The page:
The entire design is against the interest of the State. The law, when framed, shall restrict Orissas academic interest to 25% of the scope the private universities should be offering. It shall give a guarantee that minimum 75% of the seats under the private universities would be reserved for students from out side Orissa.

Thus shall begin commercialization of education in the State.(SCP)


Subhas Chandra Pattanayak


The State Government has decided to appoint veterinary doctors on contractual basis on consolidated salary. Vets who have qualified for the job through interviews are opposing this. It has posed a threat to animal husbandry and farmers by jeopardizing the veterinary environment. If on application of mind, it is a conspiracy against the simple people of Orissa. If not, it is an instance of how mindlessly the administration is running.

Industry and commerce do not support the common man in Orissa. Animals are the principal source of his sustenance. His life depends totally on animal resources and fishery.

Had there been any industrial importance given to the animal sector, Orissa would have excelled in economy. But, it has never happened. The State has not yet even thought of an official policy on animal resources and fishery. As a result, notwithstanding the highest concentration of cultivators in its soil, the largest coastal belt, abundance of rivers, reservoirs and lakes, and presence of commercial as well as co-operative banks in every bloc, the consumers of Orissa depend almost entirely on supply of fishery and poultry as well as dairy products from the Telugu cultivators.

Non-Oriya officers in the funding institutes as well as in Orissa Administration, particularly those born in Andhra, have never encouraged any Oriya cultivator to pursue fortune in the above sector. Farmers of Bijipur had once told this reporter how their appeal to the then chief of NABARD, who was in tour in the area, for funds for dairy and poultry was turned down without application of mind. The Andhra Chief Minister was marked for his prompt presence and personal involvement in road cleaning in Orissa immediately after the super-cyclone of 1999 that had earned him high acclaim from all quarters at that time. But his aim was not to assist the people of Orissa, which was proved by his demands for refund of the money his government had spent on the work. His motive behind his endeavor was clearly overloaded by anxiousness to restore the Andhra market in Orissa. If animal resources improve in Orissa, it is Andhra that would face problems in marketing its products. Therefore, there is a conspiracy to keep Oriya farmers away from the avocation of fishery, poultry and dairy. An instance that may throw light on this probability is the case of Sri Naresh Chandra Pattanayak of Tigiria in the district of Cuttack. His house stands on a big patch of land of his own family. It has a water pond overhead and a huge dug-well fitted with a jet pump. The soil is fertile and fit for cultivating green fodder for cattle. It is, in opinion of experts, the best patch of land in the locality for operation of a multi-purpose farming that would include fishery, poultry and dairy. Sri Pattanayak has a family to feed but is not employed. He depends totally on traditional cultivation of paddy and vegetables that doesnt grant him adequate sustenance. He was keenly interested in using his patch of land for poultry and dairy. But availability of proper veterinary services in the area discouraged him in pursuing that vocation. Many, many men like Naresh are perishing in Orissa in spite of having the land and the urge to pursue their fortune in dairy and poultry simply because veterinary doctors worth the salt are not available in their respective areas and this specific situation has handed over Orissas consumers to the market-seekers of Andhra.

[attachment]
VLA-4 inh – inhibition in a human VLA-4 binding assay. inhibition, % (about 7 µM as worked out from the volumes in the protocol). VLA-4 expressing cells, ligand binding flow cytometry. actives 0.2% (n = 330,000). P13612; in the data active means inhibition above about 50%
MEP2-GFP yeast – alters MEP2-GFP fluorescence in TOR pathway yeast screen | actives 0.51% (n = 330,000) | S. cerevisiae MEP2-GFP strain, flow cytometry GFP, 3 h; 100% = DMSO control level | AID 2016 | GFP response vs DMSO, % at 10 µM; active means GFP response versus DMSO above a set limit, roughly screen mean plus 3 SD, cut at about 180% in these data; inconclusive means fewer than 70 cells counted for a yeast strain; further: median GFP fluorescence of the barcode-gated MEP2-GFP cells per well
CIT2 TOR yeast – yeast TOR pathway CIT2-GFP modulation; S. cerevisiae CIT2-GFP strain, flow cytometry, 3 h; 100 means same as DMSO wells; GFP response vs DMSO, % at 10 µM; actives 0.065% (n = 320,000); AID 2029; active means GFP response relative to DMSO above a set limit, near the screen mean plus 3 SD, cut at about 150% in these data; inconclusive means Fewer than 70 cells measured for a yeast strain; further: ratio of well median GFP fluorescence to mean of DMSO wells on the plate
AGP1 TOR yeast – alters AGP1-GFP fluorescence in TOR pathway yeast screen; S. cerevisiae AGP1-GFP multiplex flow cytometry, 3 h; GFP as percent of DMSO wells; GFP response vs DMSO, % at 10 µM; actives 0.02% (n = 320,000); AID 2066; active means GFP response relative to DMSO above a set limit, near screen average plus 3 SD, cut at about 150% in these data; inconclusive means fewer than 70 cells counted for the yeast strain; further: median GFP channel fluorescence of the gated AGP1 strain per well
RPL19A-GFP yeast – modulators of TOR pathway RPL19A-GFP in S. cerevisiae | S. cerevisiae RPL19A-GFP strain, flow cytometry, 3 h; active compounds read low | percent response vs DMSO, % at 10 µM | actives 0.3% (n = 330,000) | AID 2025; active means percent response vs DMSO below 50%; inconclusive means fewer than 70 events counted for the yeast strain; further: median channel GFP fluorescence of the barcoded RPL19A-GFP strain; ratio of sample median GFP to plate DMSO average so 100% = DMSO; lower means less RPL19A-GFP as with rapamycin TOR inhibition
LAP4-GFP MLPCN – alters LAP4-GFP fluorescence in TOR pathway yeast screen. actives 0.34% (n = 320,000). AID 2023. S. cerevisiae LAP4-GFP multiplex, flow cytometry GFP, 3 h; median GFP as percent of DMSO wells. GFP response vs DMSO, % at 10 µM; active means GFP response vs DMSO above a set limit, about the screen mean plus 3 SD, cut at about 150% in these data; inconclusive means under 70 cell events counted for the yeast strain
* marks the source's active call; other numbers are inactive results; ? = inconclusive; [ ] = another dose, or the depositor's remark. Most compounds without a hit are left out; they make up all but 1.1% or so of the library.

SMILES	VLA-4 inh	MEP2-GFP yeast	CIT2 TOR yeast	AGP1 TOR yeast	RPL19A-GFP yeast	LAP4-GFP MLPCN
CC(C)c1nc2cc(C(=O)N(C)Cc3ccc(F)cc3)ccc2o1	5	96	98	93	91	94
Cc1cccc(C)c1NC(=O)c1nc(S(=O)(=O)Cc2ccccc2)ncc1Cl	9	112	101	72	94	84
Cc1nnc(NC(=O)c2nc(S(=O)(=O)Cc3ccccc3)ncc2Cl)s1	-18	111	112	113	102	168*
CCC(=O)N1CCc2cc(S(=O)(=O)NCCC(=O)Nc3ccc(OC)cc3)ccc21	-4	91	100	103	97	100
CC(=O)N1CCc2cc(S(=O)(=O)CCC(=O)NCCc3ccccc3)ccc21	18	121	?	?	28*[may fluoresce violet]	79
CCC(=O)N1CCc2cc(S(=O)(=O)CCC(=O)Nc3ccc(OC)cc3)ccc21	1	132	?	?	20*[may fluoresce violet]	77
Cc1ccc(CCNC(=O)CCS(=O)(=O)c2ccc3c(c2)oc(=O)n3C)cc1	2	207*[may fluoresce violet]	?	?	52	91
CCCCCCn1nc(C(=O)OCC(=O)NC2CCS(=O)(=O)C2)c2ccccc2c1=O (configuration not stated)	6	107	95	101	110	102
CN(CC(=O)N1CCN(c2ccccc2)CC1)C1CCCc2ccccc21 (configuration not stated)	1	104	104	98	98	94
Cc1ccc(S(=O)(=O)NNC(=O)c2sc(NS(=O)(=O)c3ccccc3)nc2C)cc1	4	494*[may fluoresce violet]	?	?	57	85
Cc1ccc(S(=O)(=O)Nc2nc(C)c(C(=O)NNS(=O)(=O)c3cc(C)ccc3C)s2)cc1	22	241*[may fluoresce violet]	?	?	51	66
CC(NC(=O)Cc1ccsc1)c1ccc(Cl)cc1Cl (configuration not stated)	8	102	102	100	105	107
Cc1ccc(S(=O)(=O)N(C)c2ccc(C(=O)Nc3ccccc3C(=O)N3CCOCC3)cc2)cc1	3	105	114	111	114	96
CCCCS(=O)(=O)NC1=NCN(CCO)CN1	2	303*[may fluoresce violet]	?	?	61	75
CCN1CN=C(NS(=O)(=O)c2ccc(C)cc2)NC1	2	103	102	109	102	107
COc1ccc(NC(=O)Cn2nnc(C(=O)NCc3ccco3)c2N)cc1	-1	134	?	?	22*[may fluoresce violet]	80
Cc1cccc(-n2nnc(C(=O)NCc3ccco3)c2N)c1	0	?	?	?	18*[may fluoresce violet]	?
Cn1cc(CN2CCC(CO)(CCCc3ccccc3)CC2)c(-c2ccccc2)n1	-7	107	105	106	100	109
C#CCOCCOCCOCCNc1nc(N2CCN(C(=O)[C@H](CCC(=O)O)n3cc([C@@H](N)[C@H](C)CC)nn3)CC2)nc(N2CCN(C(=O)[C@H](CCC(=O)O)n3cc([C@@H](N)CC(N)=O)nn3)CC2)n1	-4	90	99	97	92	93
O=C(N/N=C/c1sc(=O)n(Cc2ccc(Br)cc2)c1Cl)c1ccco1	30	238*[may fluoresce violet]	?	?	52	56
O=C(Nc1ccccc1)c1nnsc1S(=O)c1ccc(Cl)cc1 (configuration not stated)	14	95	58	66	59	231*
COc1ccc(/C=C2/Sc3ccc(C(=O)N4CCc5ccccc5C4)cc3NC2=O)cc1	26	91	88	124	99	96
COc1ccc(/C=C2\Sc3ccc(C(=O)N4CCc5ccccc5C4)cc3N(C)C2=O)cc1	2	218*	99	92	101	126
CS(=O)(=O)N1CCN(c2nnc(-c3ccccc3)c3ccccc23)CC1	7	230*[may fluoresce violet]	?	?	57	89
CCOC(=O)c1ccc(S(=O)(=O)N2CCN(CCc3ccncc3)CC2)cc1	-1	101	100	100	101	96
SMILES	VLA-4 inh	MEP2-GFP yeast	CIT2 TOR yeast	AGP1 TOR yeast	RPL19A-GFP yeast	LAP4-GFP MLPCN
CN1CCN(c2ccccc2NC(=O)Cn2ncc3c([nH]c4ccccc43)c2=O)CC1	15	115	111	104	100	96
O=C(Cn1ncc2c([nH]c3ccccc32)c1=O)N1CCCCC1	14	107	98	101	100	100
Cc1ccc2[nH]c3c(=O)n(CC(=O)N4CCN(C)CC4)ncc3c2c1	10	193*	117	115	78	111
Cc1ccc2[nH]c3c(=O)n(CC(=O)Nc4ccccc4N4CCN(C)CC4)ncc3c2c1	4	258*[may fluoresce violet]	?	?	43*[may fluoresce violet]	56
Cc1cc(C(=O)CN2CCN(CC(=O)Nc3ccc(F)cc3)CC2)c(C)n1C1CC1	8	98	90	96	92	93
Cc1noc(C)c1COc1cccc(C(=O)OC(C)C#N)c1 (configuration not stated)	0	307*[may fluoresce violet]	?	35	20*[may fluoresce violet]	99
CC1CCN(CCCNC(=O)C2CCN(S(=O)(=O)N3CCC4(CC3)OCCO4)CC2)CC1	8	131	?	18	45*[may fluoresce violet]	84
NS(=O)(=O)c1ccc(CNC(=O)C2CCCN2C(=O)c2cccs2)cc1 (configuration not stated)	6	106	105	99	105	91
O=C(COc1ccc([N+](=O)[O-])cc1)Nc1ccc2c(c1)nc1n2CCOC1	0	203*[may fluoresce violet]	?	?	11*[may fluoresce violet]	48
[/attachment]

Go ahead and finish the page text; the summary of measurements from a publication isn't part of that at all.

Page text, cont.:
It is in this context the Orissa Governments latest decision to keep qualified veterinary doctors devoid of job stability deserves attention. Nowhere in the State the veterinary hospitals are well equipped. The doctors are not well paid. They do not have adequate avenues of promotion. They are not given any opportunity to re-orient themselves with the latest knowledge in their field in course of service. There is a marked lack of incentive in the sector. When the position is so bleak, the State Government has decided to recruit vets on contract. The same doctors who were called for an interview and were selected for posts carrying a time scale of pay; have to be devoid of that and to face job insecurity as their services shall be contractual and salary consolidated.

They may be bound to accept this insulting offer notwithstanding their initial resentment; because most of them have borrowed money for pursuing their study and shall have to repay the amount immediately on refusing to accept the job. But, would it ensure their involvement and dedication to the job?